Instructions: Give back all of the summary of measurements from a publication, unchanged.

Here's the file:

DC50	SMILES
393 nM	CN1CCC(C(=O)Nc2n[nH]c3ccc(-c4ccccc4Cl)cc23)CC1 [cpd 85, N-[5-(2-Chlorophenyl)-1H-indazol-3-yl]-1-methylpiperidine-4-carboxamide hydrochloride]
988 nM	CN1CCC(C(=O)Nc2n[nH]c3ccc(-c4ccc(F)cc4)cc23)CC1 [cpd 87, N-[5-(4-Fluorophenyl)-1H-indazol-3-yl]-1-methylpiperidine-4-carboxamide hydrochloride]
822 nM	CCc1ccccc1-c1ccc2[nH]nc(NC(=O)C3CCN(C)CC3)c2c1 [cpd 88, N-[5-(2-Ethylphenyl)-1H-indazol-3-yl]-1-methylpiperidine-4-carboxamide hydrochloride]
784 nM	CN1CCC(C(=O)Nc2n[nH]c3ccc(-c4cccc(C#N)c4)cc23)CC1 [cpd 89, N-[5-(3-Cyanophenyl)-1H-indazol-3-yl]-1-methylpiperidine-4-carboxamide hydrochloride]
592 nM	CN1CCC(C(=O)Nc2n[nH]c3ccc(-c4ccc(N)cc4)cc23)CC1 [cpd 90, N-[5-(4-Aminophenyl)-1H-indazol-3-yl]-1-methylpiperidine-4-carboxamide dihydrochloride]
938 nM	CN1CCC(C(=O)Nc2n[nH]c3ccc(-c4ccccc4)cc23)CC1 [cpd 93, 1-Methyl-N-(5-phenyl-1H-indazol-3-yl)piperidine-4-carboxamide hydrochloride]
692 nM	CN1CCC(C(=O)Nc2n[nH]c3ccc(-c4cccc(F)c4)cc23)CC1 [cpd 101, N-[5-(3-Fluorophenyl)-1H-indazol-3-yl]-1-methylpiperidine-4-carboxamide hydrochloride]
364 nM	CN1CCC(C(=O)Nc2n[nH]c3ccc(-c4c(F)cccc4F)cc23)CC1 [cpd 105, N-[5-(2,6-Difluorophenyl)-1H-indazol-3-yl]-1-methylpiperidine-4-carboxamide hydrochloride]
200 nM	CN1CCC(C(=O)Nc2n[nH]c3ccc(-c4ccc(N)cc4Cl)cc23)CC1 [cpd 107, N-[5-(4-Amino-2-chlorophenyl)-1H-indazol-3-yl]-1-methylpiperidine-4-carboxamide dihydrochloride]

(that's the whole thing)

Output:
DC50	SMILES
393 nM	CN1CCC(C(=O)Nc2n[nH]c3ccc(-c4ccccc4Cl)cc23)CC1 [cpd 85, N-[5-(2-Chlorophenyl)-1H-indazol-3-yl]-1-methylpiperidine-4-carboxamide hydrochloride]
988 nM	CN1CCC(C(=O)Nc2n[nH]c3ccc(-c4ccc(F)cc4)cc23)CC1 [cpd 87, N-[5-(4-Fluorophenyl)-1H-indazol-3-yl]-1-methylpiperidine-4-carboxamide hydrochloride]
822 nM	CCc1ccccc1-c1ccc2[nH]nc(NC(=O)C3CCN(C)CC3)c2c1 [cpd 88, N-[5-(2-Ethylphenyl)-1H-indazol-3-yl]-1-methylpiperidine-4-carboxamide hydrochloride]
784 nM	CN1CCC(C(=O)Nc2n[nH]c3ccc(-c4cccc(C#N)c4)cc23)CC1 [cpd 89, N-[5-(3-Cyanophenyl)-1H-indazol-3-yl]-1-methylpiperidine-4-carboxamide hydrochloride]
592 nM	CN1CCC(C(=O)Nc2n[nH]c3ccc(-c4ccc(N)cc4)cc23)CC1 [cpd 90, N-[5-(4-Aminophenyl)-1H-indazol-3-yl]-1-methylpiperidine-4-carboxamide dihydrochloride]
938 nM	CN1CCC(C(=O)Nc2n[nH]c3ccc(-c4ccccc4)cc23)CC1 [cpd 93, 1-Methyl-N-(5-phenyl-1H-indazol-3-yl)piperidine-4-carboxamide hydrochloride]
692 nM	CN1CCC(C(=O)Nc2n[nH]c3ccc(-c4cccc(F)c4)cc23)CC1 [cpd 101, N-[5-(3-Fluorophenyl)-1H-indazol-3-yl]-1-methylpiperidine-4-carboxamide hydrochloride]
364 nM	CN1CCC(C(=O)Nc2n[nH]c3ccc(-c4c(F)cccc4F)cc23)CC1 [cpd 105, N-[5-(2,6-Difluorophenyl)-1H-indazol-3-yl]-1-methylpiperidine-4-carboxamide hydrochloride]
200 nM	CN1CCC(C(=O)Nc2n[nH]c3ccc(-c4ccc(N)cc4Cl)cc23)CC1 [cpd 107, N-[5-(4-Amino-2-chlorophenyl)-1H-indazol-3-yl]-1-methylpiperidine-4-carboxamide dihydrochloride]